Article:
- 3) Cultural culture to identify the pathogen through culture media.
- 4) Smear microscopy with staining to determine the presence or absence of the vaginal epithelium - key cells densely populated by anaerobic bacteria: Klebsiella, Fusobacteria, Bacteroid, Gardnerella, which is typical for dysbiosis (vaginosis).
Treatment of bacterial vaginosis
Bacterial vaginosis is treated in two stages.
During the first stage, a bacterial infection (gardnerellosis) is destroyed with antibacterial and combined drugs of general and local use.
During the second stage, they restore normal vaginal microflora with biological preparations and topical drugs: tampons, baths, etc.
It is important for a woman to receive appropriate therapy in a timely manner. With a prolonged course of the disease, inflammatory processes in the uterus and appendages can occur, which leads to endometritis, salpingitis (infectious inflammation of the fallopian - uterine - tubes), complications during pregnancy and childbirth: chorioamnionitis - inflammation of the walls of the bladder (membranes of the fetus) and infection of the amniotic fluid, preterm birth, intrauterine infection of the baby and weight loss.
As well as pneumonia, pathological uterine bleeding, postoperative infectious complications, impaired reproductive and sexual function of a woman, decreased performance and neuropsychiatric disorders.
Stage One - Antibacterial Therapy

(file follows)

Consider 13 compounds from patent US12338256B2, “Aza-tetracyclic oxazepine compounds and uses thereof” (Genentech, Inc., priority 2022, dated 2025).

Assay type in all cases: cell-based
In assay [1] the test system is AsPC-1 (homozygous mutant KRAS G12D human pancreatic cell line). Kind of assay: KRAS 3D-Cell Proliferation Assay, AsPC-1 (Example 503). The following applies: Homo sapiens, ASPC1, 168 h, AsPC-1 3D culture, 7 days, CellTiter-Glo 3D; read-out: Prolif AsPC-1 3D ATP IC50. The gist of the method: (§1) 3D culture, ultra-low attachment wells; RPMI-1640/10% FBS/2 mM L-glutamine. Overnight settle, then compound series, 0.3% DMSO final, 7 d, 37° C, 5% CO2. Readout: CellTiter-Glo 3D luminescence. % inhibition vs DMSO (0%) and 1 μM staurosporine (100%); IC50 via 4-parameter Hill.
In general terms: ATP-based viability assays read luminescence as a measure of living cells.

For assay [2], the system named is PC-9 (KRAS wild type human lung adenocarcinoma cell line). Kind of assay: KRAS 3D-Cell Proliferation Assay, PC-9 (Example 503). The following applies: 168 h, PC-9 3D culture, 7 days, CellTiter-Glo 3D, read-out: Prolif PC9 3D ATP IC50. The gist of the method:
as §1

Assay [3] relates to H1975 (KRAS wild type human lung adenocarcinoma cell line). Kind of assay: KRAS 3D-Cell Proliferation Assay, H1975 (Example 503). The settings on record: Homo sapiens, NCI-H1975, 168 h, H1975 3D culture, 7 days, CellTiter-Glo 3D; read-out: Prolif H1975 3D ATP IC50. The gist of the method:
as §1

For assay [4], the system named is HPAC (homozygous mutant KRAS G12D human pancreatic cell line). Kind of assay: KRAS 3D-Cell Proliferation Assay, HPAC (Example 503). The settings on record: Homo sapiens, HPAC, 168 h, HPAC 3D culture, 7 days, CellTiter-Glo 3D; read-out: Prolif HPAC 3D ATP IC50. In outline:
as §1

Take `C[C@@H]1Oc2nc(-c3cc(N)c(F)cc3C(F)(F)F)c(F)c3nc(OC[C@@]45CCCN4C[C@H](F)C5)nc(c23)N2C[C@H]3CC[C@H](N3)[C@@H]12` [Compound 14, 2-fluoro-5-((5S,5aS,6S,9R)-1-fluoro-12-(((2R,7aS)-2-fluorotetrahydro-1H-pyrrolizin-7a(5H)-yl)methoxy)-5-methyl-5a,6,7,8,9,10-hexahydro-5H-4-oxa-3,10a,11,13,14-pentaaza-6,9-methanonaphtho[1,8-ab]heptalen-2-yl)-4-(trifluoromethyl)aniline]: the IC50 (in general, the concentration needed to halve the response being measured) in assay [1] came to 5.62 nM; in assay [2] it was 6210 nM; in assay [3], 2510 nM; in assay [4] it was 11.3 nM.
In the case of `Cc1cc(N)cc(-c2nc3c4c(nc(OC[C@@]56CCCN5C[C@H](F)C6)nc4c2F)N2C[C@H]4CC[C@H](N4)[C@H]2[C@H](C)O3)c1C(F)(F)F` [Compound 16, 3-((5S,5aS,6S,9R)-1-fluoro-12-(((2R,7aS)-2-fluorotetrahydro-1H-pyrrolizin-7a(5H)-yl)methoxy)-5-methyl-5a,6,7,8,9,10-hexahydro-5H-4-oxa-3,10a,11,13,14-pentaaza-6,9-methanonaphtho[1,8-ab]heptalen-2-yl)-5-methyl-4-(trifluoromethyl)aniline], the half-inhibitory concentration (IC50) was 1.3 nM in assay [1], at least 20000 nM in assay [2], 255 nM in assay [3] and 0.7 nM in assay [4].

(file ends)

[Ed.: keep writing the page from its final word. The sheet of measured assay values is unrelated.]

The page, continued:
To destroy the causative agent of the disease within 7-10 days, the treatment is carried out:
- 1) Metronidazole (Trichopolum), Tinidazole, Clindamycin, Miramistin, Polycresulene (Vagotil), Chlorhexidine, Metrogyl, Betadine, Terzhinan in tablets orally.
- 2) Candles, gels, ointments or creams with the presence of the above drugs (except Tinidazole) and injected into the vagina.
- 3) Immunocorrectors - Viferon or Kipferon.
- 4) Estrogens and antihistamines.
- nausea and vomiting accompanied by pain in the lower abdomen,
- anorexia - the drug is used with a strong desire to lose weight,
- constipation or diarrhea, allergic reactions,
- dry or metallic taste in the mouth,
- glossitis, stomatitis, pancreatitis, candidiasis,
- irritation and irritability, peripheral neuropathy,
- cramps, weakness, hallucinations, insomnia,
- polyuria, cystitis, urinary incontinence and staining it in a brownish-red color.
Persons under the age of 18 are not prescribed the drug in combination with Amoxicillin. For pregnant women, the doctor selects a course of treatment with approved drugs at a given gestational age (fetal age).